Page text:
Gut Feeling? Probiotics May Ease Anxiety and Depression
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The plethora of microbes living in the human gut not only affect people's physical health, they may also influence mental health, according to a growing body of research.

Recent studies in animals show that changes in the gut bacteria community appear to make mice less anxious, and also affect levels of the stress hormone cortisol.

In humans, there is some very early evidence of a link between gut bacteria and mental health. A new study from England found that supplements that boost "good" bacteria in the gut (called "prebiotics") may alter the way people process emotional information, suggesting that changes in gut bacteria may have anti-anxiety effects.

Scientists are now interested in studying whether probiotics (strains of good bacteria) or prebiotics (carbohydrates that serve as food for those bacteria) could be used to treat anxiety or depression, or if the substances improve patients' response to psychiatric drugs, said study author Philip Burnet, a researcher in the University of Oxford's department of psychiatry. [5 Ways Gut Bacteria Affect Your Health]

But experts caution that the idea that taking a probiotic or a prebiotic could improve mental health in humans is still an unproven hypothesis that needs to be investigated with further research.

"It's becoming a very interesting question in the field," said Dr. Roger McIntyre, a professor of psychiatry and pharmacology at the University of Toronto. "The animal data looks really interesting, and looks very suggestive, [but] we're still waiting for that convincing human study," McIntyre said.

Could bacteria reduce anxiety?

In the new study from England, 45 healthy people ages 18 to 45 took either a prebiotic or a placebo, every day for three weeks. At the end of the study, they completed several computer tests to assess how they processed emotional information, such as negative and positive words.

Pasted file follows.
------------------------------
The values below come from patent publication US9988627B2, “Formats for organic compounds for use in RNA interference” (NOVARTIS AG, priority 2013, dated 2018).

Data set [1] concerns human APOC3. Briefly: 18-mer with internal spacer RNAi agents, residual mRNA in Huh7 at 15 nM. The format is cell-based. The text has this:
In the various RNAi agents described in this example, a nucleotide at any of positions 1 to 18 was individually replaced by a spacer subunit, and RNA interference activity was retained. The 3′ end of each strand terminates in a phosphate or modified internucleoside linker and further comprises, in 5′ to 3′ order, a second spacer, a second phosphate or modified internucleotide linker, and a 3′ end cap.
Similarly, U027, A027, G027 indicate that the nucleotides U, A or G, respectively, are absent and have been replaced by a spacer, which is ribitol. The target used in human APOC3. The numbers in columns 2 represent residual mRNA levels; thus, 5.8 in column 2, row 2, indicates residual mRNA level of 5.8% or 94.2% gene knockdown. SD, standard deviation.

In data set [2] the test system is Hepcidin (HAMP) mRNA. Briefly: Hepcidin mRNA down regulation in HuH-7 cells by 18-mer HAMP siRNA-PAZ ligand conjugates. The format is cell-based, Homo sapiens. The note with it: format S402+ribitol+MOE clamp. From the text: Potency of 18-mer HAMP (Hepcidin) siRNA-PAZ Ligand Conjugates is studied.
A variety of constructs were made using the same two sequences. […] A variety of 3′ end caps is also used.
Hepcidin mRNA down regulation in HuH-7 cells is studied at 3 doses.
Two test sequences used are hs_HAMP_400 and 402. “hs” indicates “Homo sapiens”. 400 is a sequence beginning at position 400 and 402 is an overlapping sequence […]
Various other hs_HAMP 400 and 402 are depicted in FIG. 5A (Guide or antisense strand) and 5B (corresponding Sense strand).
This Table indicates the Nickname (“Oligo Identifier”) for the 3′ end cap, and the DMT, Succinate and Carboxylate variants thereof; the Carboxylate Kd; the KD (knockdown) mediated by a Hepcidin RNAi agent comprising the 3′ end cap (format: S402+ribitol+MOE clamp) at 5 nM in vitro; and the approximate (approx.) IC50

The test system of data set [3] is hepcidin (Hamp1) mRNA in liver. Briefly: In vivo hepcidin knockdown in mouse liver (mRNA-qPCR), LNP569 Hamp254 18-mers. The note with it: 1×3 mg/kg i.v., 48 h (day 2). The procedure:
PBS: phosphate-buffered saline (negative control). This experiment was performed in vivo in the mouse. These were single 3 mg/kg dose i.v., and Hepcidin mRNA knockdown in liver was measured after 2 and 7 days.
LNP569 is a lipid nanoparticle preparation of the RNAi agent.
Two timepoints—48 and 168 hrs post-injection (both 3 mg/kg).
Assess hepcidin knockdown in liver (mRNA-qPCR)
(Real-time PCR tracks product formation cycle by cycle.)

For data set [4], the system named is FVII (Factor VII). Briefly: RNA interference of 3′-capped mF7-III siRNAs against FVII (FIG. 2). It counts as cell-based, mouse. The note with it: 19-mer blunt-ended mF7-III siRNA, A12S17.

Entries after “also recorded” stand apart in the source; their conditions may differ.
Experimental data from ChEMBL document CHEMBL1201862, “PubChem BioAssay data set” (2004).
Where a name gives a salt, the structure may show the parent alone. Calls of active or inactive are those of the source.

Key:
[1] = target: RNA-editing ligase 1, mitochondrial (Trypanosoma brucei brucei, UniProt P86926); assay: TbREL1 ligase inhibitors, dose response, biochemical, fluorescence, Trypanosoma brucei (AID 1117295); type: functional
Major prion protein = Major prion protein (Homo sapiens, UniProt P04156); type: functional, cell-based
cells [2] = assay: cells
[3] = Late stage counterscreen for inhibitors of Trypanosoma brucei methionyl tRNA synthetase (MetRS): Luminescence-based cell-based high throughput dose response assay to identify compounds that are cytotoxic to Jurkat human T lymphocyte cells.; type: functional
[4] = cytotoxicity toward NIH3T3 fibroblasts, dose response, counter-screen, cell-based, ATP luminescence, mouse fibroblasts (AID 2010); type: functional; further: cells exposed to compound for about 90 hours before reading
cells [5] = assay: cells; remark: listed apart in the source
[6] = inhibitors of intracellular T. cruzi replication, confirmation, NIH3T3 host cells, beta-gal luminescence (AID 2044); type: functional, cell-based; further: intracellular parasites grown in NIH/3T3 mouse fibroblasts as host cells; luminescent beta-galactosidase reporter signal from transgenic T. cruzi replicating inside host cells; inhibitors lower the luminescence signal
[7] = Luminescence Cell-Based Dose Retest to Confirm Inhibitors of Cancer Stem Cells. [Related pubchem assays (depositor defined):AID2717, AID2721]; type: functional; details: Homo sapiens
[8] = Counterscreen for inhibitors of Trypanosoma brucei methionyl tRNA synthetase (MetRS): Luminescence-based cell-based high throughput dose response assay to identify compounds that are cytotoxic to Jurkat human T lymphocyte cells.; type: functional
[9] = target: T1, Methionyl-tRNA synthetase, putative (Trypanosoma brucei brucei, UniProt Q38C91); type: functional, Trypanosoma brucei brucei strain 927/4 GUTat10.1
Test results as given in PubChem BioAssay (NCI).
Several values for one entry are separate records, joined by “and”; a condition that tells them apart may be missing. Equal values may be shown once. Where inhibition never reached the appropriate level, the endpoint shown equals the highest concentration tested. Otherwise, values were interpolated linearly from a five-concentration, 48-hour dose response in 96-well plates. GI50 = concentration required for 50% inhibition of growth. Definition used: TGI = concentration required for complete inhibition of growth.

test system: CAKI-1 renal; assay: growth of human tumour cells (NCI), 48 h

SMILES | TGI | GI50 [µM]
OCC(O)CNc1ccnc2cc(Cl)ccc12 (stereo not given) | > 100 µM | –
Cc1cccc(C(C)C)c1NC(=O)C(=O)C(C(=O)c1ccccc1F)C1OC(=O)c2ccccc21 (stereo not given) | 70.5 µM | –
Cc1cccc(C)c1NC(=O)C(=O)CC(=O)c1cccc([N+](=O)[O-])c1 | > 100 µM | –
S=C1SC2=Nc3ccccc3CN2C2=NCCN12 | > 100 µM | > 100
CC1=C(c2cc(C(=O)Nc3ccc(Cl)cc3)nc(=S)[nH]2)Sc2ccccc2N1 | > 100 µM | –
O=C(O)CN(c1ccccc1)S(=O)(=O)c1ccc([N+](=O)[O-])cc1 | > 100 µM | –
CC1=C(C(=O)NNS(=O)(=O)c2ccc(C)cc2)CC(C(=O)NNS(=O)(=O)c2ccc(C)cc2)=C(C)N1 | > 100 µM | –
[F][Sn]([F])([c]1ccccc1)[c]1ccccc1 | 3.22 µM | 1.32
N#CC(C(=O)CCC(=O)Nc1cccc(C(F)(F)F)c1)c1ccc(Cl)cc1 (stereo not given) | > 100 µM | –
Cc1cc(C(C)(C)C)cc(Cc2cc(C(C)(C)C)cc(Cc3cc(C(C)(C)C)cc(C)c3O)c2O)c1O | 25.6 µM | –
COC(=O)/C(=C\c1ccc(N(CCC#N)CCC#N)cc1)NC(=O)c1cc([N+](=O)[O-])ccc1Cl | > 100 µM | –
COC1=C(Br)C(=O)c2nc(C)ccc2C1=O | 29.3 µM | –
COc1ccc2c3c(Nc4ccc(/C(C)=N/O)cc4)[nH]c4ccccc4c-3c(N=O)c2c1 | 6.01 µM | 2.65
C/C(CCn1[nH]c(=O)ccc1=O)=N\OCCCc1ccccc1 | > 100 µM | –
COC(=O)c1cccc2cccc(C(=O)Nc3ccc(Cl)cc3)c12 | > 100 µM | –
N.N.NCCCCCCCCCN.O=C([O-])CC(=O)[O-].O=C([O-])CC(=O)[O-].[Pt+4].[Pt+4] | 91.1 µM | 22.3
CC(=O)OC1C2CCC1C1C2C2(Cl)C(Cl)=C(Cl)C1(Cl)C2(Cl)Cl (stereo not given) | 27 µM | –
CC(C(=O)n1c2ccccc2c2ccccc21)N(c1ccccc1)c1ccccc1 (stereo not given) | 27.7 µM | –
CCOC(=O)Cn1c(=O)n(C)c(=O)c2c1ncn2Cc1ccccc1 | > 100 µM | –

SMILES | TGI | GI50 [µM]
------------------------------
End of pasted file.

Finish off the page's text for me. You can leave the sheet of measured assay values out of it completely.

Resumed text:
During one computer test, people who took the prebiotic paid less attention to negative information, and more attention to positive information, compared with people who took a placebo. A similar effect has been seen in people who take drugs for depression or anxiety, and the finding suggests that the people in the prebiotic group had "less anxiety about negative or threatening stimuli," Burnet said.

The study also found that people who took the prebiotics had lower levels of cortisol in their saliva when they woke up in the morning, compared with people who took a placebo. High cortisol levels have been linked with stress, anxiety and depression, Burnet said. The study was published in the Dec. 3 issue of the journal Psychopharmacology, and was funded in part by Clasado Research Services, which makes prebiotics.

The researchers said they did not find any change in the study participants' self-rated levels of stress and anxiety. This may have been because the participants did not take the prebiotic long enough to have an effect, or because they already had fairly low levels of stress and anxiety to begin with, Burnet said.

However, a 2011 study from France found that people who took probiotics for 30 days did have reduced levels of psychological distress. Because this is just one study, its findings need to be confirmed in future research.

In a 2013 study, UCLA researchers gave women milk with or without probiotics, and then scanned their brains while they viewed photos of people with emotional facial expressions. Those who took the probiotics had less activity in their brains in areas involved in processing emotions, compared with those who did not take the probiotic.

Behind the link

Researchers aren't sure exactly how changes in gut bacteria might affect the brain. Some researchers suspect that the vagus nerve — which conveys sensory information from the gut to the brain — plays a role. Gut bacteria may also affect the immune system, which could, in turn, influence the brain, Burnet said.

A recent study by McIntyre and colleagues found that giving people the antibiotic minocycline reduced symptoms of depression. However, because the study did not analyze participants' gut microbes, it's not known whether the effect on depression was due to changes in gut bacteria, or a different mechanism, McIntyre said. The study has not yet been published.

McIntyre said future studies are needed to better understand whether gut microbes play a role in psychiatric disorders, like depression and anxiety, and which bacteria species are important.

Follow Rachael Rettner @RachaelRettner. Follow Live Science @livescience, Facebook & Google+. Original article on Live Science.